The Archives of the 2000-2012 GDC Conference are available from UBM's website archives page.

UBM TechWeb has added several other events to the GDC in recent years. At the GDC Expo, developers display the latest techniques useful in game development. "GDC Mobile," first held in 2002, focuses on developing games for mobile phones. Starting in 2004, the GDC partnered with Game Connection to present Game Connection @ GDC, a live matchmaking service for developers and publishers, which in 2007 expanded to include Game Connection Services for outsourcing and other services. Starting in 2006, the GDC partnered with Video Games Live to feature their symphonic performance of videogame music as the closing night event. In addition, the GDC has hosted a number of conference-wide game experiments designed by GameLab.

The Game Developers Choice Awards is the game industry's only open, peer-based awards show. Any member of the IGDA may nominate games, and then the membership votes on the finalists. As with the IGF, the individual creators are named as the recipients of the awards. Specialty awards such as Lifetime Achievement and First Penguin are determined by the GDCA committee, and all are revealed at the Game Developers Choice Awards ceremony at the GDC. The IGF and the GDCA are presented back to back, in an awards show produced by UBM TechWeb, typically on the Wednesday of the GDC.

2005 Game Developers Conference entrance

The Independent Games Festival is the first and largest competition for independent games, and highlights the innovative achievements of developers ranging in size from individuals building PC titles to studio teams creating console downloadable titles. A pool of judges from the game industry selects the finalists and winners, and the individual creators are named as the recipients of the awards. The IGF is managed and developed by UBM TechWeb, the organizer of the GDC.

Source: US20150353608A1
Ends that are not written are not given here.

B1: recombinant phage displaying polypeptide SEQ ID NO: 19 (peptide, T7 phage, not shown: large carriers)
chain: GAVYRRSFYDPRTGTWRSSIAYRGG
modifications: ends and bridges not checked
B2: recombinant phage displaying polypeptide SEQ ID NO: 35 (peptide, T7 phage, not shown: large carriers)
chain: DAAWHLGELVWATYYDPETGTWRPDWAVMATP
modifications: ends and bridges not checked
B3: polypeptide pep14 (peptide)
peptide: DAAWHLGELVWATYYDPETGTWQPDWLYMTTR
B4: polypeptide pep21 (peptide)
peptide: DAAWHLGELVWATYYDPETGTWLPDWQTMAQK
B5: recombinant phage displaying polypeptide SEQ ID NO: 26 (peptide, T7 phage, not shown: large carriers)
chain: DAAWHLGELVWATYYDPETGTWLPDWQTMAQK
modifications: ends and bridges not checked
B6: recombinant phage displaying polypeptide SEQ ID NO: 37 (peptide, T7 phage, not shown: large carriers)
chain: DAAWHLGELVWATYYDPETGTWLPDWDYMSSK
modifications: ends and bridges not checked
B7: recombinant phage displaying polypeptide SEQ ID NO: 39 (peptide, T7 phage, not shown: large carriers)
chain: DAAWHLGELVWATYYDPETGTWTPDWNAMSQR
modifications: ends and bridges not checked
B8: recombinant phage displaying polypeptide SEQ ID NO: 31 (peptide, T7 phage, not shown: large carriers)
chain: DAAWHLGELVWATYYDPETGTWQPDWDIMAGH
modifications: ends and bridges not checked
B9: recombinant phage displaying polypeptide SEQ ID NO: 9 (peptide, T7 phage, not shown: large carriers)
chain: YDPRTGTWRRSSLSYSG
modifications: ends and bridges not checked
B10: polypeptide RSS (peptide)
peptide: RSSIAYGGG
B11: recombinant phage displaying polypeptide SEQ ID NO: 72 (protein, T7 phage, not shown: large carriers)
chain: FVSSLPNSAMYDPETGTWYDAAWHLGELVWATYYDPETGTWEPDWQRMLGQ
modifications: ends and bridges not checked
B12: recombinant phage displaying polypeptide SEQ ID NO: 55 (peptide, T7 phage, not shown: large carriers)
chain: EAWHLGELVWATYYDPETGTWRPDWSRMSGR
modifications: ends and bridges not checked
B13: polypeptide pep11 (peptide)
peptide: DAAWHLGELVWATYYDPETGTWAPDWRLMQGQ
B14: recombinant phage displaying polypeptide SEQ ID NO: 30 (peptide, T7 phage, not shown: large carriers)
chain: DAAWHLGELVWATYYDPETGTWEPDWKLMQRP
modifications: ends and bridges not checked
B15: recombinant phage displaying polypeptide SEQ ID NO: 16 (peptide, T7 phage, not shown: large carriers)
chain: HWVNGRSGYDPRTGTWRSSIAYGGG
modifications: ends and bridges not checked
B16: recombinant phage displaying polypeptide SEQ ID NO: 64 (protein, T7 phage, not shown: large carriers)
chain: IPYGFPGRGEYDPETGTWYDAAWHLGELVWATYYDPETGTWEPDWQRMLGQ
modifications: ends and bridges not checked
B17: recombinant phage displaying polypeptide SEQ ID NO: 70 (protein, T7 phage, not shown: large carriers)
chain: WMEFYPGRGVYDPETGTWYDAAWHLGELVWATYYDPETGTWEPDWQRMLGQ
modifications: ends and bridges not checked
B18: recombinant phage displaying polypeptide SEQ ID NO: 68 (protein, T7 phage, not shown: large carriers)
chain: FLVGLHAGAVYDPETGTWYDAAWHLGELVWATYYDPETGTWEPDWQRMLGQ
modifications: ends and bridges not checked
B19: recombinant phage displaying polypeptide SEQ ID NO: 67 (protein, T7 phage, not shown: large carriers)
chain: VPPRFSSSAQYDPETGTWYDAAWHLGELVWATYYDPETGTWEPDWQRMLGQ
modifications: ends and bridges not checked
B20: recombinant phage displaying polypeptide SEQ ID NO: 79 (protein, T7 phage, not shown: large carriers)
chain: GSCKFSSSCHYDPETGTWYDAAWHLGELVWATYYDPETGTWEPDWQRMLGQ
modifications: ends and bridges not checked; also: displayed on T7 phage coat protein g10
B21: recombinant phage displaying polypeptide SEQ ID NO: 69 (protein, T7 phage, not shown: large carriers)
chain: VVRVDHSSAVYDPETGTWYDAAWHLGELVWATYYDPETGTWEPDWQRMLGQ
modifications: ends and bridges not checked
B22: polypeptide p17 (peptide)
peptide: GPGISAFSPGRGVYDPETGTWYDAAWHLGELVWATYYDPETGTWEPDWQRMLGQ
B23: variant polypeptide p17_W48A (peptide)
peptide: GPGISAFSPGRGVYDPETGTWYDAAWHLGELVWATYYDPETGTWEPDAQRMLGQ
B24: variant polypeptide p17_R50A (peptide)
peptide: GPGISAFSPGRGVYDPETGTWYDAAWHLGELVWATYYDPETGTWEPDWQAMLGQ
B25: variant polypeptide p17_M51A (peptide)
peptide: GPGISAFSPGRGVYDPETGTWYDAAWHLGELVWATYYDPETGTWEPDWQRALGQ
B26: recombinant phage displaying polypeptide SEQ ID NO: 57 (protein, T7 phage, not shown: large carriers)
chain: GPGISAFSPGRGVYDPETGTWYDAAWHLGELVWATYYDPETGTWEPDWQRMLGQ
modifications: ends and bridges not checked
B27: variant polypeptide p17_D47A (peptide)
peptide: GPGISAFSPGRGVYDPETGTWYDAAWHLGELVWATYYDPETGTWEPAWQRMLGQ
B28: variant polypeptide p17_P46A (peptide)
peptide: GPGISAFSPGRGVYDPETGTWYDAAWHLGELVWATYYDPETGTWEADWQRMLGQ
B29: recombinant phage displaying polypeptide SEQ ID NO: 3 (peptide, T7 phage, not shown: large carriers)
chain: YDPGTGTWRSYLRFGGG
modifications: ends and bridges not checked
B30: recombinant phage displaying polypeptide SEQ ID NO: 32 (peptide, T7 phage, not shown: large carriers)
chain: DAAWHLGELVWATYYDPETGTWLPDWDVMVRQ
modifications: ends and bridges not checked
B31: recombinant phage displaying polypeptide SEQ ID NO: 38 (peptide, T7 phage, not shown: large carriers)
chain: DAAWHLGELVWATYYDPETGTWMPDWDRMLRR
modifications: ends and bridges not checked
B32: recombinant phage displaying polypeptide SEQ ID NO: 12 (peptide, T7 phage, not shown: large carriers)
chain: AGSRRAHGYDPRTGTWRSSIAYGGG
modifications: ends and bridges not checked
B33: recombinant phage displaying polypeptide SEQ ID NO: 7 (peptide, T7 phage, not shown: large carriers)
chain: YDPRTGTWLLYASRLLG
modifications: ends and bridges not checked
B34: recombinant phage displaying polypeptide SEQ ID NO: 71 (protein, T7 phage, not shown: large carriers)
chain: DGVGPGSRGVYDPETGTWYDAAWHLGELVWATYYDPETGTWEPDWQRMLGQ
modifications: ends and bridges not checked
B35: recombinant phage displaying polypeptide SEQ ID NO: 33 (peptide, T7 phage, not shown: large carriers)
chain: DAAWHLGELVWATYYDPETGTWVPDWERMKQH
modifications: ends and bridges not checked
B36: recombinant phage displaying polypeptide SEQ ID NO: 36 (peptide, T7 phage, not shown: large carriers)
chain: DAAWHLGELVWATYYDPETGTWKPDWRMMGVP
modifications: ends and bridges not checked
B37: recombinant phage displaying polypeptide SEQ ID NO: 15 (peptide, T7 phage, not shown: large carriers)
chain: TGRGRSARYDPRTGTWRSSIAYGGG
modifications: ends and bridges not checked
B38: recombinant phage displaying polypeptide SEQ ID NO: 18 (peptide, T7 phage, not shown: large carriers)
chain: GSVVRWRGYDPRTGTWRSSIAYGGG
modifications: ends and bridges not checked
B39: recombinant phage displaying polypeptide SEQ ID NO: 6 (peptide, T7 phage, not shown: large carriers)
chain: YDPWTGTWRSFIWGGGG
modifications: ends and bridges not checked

The CGDC changed its name to "Game Developers Conference" in 1999. The GDC has also hosted the Spotlight Awards from 1997 to 1999, the Independent Games Festival since 1999 and the Game Developers Choice Awards since 2001. The GDC is also used for the annual meeting of the International Game Developers Association (IGDA).

Crawford also founded The Journal of Computer Game Design in 1987 in parallel to beginning the GDC, and served as publisher and editor of the academic-style journal through 1996.

Crawford continued to give the conference keynote address for the first several years of the conference, including the famous "whip" speech in the early 1990s where he punctuated a point about game tuning and player involvement by cracking a bullwhip perilously close to the front row of the audience.

awarded 25 scholarships to send qualified students to attend the 2009 GDC. IGDA The [2] The 2009 Game Developers Conference was held in San Francisco, on March 23–27, 2009.[1]